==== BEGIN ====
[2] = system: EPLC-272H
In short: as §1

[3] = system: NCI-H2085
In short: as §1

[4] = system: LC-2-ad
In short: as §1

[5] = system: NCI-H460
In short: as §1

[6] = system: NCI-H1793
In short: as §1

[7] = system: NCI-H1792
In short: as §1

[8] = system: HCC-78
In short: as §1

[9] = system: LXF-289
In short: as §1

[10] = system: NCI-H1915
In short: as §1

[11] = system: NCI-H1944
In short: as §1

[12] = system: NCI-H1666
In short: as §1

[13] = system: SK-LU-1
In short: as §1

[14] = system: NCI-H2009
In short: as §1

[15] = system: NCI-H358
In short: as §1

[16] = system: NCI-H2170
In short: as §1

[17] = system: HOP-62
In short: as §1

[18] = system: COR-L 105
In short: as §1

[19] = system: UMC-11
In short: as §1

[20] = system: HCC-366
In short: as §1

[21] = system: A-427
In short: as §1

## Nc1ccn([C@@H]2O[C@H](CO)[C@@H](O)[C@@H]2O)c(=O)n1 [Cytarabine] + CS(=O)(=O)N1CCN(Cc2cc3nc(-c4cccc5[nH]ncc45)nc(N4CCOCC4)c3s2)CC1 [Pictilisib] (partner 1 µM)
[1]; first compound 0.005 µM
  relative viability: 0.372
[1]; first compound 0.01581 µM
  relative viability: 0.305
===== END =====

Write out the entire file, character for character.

[2] = system: EPLC-272H
In short: as §1

[3] = system: NCI-H2085
In short: as §1

[4] = system: LC-2-ad
In short: as §1

[5] = system: NCI-H460
In short: as §1

[6] = system: NCI-H1793
In short: as §1

[7] = system: NCI-H1792
In short: as §1

[8] = system: HCC-78
In short: as §1

[9] = system: LXF-289
In short: as §1

[10] = system: NCI-H1915
In short: as §1

[11] = system: NCI-H1944
In short: as §1

[12] = system: NCI-H1666
In short: as §1

[13] = system: SK-LU-1
In short: as §1

[14] = system: NCI-H2009
In short: as §1

[15] = system: NCI-H358
In short: as §1

[16] = system: NCI-H2170
In short: as §1

[17] = system: HOP-62
In short: as §1

[18] = system: COR-L 105
In short: as §1

[19] = system: UMC-11
In short: as §1

[20] = system: HCC-366
In short: as §1

[21] = system: A-427
In short: as §1

## Nc1ccn([C@@H]2O[C@H](CO)[C@@H](O)[C@@H]2O)c(=O)n1 [Cytarabine] + CS(=O)(=O)N1CCN(Cc2cc3nc(-c4cccc5[nH]ncc45)nc(N4CCOCC4)c3s2)CC1 [Pictilisib] (partner 1 µM)
[1]; first compound 0.005 µM
  relative viability: 0.372
[1]; first compound 0.01581 µM
  relative viability: 0.305